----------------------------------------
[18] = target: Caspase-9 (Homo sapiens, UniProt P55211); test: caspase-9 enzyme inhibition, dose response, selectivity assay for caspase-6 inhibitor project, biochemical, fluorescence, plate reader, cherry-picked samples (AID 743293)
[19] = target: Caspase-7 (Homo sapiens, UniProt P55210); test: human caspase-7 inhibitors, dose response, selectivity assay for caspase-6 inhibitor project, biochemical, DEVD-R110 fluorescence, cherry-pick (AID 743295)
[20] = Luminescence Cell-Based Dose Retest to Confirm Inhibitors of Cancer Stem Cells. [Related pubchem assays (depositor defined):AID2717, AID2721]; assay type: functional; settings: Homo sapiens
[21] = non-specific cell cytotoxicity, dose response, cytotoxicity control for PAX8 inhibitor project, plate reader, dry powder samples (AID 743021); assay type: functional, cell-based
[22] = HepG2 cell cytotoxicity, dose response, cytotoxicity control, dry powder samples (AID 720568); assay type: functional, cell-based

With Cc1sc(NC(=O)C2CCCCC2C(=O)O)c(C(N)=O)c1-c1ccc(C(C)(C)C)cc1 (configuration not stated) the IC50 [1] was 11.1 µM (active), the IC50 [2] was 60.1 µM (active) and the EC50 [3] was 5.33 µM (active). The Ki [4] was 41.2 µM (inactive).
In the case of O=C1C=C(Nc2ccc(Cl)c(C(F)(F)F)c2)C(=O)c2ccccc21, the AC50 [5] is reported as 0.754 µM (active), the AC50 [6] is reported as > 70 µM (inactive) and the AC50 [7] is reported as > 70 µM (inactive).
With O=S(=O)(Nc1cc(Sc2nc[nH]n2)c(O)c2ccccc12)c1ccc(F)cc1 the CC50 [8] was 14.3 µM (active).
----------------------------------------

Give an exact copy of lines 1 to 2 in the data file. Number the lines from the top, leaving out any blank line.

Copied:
[18] = target: Caspase-9 (Homo sapiens, UniProt P55211); test: caspase-9 enzyme inhibition, dose response, selectivity assay for caspase-6 inhibitor project, biochemical, fluorescence, plate reader, cherry-picked samples (AID 743293)
[19] = target: Caspase-7 (Homo sapiens, UniProt P55210); test: human caspase-7 inhibitors, dose response, selectivity assay for caspase-6 inhibitor project, biochemical, DEVD-R110 fluorescence, cherry-pick (AID 743295)